The Training and Development of Mitch Larkin

Mitch Larkin announced to the swimming world that he had truly arrived as a top contender for Olympic gold this summer in Kazan winning both the 100 and 200 backstroke events at the World Championships.

But it was in 2010 that Larkin first made his mark on the international stage as a junior athlete winning the 400 IM in a meet record time of 4:16.07 at the Junior Pan Pacific Championships in Maui. At the same meet he also collected a silver in the 200 IM and a bronze in the 200 backstroke.

Through the past six years Larkin has trained with St. Peters Western under the leadership of Michael Bohl. Bohl feels that Larkin’s training base and success as an individual medley swimmer has been one of the biggest reasons for what he has accomplished over the past few years, “Mitch has been in the program for six to seven years,” Bohl told SwimSwam.

“As an age grouper he was a great individual medley swimmer and he had a great base of training. Since he joined SPW we have continued that with him.”

Larkin made his first senior national team in 2011 representing Australia at the World Championships placing 23rd in the 200 backstroke. He went on to compete in the same event at both the 2012 Olympics and the 2013 World Championships.

During that time his results at these high level competitions were extremely inconsistent. In London Larkin finished eighth, but put up a time in the final that was over a second slower than his semi-final result. The next year at the World Championships in Barcelona he missed out on the semi-final finishing 17th after the prelims.

That all changed in the summer of 2014 when Larkin made some major breakthroughs. At the Commonwealth Games he won the 200 backstroke and collected silver in both the 50 and 100 backstroke he then went on to win the bronze in the 200 backstroke at the Pan Pacific Championships.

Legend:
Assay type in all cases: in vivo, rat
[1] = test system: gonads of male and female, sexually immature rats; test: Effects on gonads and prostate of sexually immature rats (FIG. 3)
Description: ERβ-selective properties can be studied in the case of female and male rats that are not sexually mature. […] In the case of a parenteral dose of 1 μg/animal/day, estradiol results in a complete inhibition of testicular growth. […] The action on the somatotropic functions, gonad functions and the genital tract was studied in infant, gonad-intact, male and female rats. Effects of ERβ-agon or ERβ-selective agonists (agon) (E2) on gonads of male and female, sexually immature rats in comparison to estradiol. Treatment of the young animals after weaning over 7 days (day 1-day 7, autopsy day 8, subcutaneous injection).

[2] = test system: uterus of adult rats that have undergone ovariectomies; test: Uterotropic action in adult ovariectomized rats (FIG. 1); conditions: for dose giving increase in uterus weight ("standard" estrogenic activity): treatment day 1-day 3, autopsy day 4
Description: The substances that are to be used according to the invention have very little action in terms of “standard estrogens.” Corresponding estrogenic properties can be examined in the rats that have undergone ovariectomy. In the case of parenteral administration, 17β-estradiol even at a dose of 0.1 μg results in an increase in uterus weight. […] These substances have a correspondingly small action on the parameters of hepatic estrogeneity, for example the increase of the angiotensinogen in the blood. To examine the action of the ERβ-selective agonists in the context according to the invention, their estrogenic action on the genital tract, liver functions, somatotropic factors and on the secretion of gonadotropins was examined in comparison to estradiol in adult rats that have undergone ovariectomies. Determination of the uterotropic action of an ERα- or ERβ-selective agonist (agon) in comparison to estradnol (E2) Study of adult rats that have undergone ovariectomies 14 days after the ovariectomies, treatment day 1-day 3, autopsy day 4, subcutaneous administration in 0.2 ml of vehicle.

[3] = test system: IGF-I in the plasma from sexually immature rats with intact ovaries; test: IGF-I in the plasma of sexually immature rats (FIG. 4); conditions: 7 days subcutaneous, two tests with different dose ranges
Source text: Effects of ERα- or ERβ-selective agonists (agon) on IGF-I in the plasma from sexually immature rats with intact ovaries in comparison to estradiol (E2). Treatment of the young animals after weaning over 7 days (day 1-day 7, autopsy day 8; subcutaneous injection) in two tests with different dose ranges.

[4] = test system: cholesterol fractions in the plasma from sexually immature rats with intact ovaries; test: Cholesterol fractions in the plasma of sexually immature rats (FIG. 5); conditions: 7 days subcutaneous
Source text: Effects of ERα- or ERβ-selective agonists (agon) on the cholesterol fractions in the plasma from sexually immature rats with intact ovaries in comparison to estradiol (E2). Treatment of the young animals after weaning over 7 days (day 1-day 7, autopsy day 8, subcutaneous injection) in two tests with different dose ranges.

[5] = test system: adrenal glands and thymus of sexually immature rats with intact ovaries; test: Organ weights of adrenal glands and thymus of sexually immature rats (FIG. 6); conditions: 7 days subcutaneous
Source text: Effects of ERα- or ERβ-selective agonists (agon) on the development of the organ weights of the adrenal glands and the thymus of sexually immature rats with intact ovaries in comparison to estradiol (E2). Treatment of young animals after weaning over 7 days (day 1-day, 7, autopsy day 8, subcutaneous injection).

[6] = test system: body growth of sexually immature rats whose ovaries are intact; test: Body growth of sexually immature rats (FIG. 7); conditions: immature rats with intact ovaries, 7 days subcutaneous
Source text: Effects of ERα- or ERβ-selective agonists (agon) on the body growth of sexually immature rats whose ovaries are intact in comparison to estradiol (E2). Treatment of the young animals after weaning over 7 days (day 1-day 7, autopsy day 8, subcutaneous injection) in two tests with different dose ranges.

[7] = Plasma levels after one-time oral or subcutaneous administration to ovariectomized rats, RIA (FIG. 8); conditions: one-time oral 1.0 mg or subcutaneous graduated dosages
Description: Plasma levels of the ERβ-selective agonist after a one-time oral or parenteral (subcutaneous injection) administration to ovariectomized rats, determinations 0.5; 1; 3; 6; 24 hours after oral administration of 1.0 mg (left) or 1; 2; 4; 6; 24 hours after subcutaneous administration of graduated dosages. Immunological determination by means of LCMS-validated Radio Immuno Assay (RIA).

“Both the Commonwealth Games and the Pan Pacs gave Mitch confidence,” said Bohl.

“His international performances prior to that were erratic. Stepping up at the Commonwealths was good for his self-belief, but backing up several weeks later at Pan Pacs in Australia racing Matt Grevers, Ryosuke Irie, Tyler Clary and Ryan Murphy and being competitive with them was a good confidence boost.”

Bohl feels one of the reasons Larkin has made the breakthroughs he has is due to his continued improvement on executing his race strategy, “Racing wise, he puts his race plan together nicely. He is still learning how to put his race plan together well under the pressures of the Olympics and World Championship level competitions.”

“He has in previous years been a little erratic with his international level racing, but in the past 12 months his international level racing has been a lot more measured.”

One of the advantages of swimming with a team such as St. Peters Western is swimmers have opportunity to train and learn from athletes who have experienced success at the highest level, something Larkin has taken advantage of, “His approach to training is superb,” says Bohl.

“Quiet and determined, but he really enjoys both training and competing. I believe he has learnt a lot from the likes of Stephanie Rice, Ryosuke Irie (after his three month stint with our team in 2013) and Park Tae Hwan. All successful, hard working swimmers that performed to podium level at the Olympic Games.”

Bohl feels that Larkin’s approach along with his outstanding work ethic and resilience are his greatest strengths.

“His work ethic, his willingness to strengthen his weaknesses and his ability to bounce back after disappointment are probably his greatest strengths.”